|Title:||Enhancing Accessibility for Students with Disabilities in Large-Scale Reading Assessments|
|Principal Investigator:||Danielson, Louis||Grantee:||American Institutes for Research|
|Program:||Special Education Policy, Finance, and Systems [Program Details]|
|Award Period:||09/01/2012–08/31/2015||Award Amount:||$1,198,919|
Co-Principal Investigator: Allison Gandhi
Purpose: Students with reading and language disabilities make up the largest group of students with disabilities. The majority of these students will participate in their state assessment with or without accommodations. Very little is known about the effects of these accommodations on standardized test scores, yet states continue to allow different accommodations for their state assessment. The purpose of this study is to identify a set of valid accommodations that could be provided to students with word-reading disabilities as a means of demonstrating their skills on standardized reading comprehension assessments.
Project Activities: Students will be identified by their teachers and assessed for eligibility with a standardized reading assessment. The study will consist of two phases. Phase I will include 360 students with and without reading disabilities who will complete the Ohio Assessment Test (OAT) without accommodations and with pacing assistance. Pacing assistance consists of guiding the student's timing through the reading passage and answering the questions. In phase II, 500 students with and without reading disabilities will complete the OAT under four different conditions. The four different conditions include: (1) no pacing assistance; (2) question stems and answer options read aloud plus pacing assistance; (3) question stems, answer options, and proper nouns read aloud plus pacing assistance; and (4) full passage read aloud plus pacing assistance.
Products: The products of this study include practitioner-oriented documents intended to be used by state testing personnel, peer-reviewed publications, and presentations.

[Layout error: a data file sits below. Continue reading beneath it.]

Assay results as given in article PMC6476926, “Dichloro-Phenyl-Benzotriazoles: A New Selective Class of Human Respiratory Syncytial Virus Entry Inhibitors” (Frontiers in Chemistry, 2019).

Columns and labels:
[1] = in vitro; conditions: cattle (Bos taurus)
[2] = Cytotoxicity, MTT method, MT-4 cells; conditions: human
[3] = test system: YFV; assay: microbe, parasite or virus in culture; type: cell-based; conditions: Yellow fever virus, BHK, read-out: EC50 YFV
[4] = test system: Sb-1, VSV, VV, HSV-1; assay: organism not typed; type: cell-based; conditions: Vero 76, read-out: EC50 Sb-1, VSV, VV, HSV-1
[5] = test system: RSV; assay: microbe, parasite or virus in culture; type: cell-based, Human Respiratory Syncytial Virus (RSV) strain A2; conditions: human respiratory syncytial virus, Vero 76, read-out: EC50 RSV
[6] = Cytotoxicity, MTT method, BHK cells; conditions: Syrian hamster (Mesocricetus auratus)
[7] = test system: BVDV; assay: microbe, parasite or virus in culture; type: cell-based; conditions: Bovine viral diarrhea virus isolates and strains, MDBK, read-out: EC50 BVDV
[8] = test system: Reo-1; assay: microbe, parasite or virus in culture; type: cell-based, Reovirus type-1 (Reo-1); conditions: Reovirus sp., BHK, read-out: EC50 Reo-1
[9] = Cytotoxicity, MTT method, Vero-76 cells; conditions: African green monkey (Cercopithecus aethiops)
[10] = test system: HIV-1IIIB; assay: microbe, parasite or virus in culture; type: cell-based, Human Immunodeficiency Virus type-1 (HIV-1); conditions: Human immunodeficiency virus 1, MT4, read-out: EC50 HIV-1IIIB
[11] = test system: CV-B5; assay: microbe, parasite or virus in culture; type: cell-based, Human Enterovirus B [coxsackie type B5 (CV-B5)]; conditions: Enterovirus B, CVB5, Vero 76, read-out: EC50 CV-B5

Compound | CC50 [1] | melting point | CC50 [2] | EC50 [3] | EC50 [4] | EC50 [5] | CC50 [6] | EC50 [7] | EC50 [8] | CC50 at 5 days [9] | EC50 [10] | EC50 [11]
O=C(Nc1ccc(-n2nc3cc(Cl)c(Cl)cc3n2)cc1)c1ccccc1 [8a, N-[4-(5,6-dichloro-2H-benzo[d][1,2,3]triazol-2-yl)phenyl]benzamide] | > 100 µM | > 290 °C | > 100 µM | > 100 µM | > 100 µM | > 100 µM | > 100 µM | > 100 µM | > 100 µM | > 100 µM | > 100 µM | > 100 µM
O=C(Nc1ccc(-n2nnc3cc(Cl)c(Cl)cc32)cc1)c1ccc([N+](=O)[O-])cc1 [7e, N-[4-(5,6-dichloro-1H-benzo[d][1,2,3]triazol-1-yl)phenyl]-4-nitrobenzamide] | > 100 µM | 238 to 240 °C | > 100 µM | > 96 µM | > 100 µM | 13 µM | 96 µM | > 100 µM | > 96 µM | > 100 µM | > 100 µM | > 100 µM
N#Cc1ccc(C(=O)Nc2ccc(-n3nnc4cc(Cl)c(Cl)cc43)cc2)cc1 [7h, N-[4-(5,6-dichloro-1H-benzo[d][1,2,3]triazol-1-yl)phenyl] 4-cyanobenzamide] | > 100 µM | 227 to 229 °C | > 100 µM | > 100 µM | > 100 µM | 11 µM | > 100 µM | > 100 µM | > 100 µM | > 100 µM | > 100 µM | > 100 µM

Setting: The project will take place in public elementary schools in Ohio.
Sample: There will be 860 fourth-grade students recruited from approximately 90 schools. The sample will include students with word-reading disabilities and students without disabilities who are average readers.
Assessment: The four accommodation conditions will include: (1) no pacing assistance; (2) question stems and answer options read aloud plus pacing assistance; (3) question stems, answer options, and proper nouns read aloud plus pacing assistance; and (4) full passage read aloud plus pacing assistance.
Research Design and Methods: In phase I, all 360 students will participate in both conditions. Students will read two passages and questions per condition. To eliminate ordering bias, half of the students will receive the conditions in the reverse order. The entire testing session will be completed in one day. In phase II, students will be divided into four groups. Each student will receive all four conditions; two conditions per day, varying the ordering of the conditions.
Control Condition: A comparison group will consist of students without disabilities who are average readers.
Key Measures: Outcomes on standardized reading assessments will be used to determine students' eligibility. Student scores on the OAT in different conditions will be used to assess the difference between groups and across conditions.
Data Analytic Strategy: A hierarchal linear model (HLM) design will be used to compare the outcomes between groups. In addition, HLM will be used to model growth within students across varying levels of support provided with each OAT.